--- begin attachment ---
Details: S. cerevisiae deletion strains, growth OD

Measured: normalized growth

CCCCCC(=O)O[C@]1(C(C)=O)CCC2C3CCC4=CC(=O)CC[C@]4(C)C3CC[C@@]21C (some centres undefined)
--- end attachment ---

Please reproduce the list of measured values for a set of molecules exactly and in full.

Details: S. cerevisiae deletion strains, growth OD

Measured: normalized growth

CCCCCC(=O)O[C@]1(C(C)=O)CCC2C3CCC4=CC(=O)CC[C@]4(C)C3CC[C@@]21C (some centres undefined)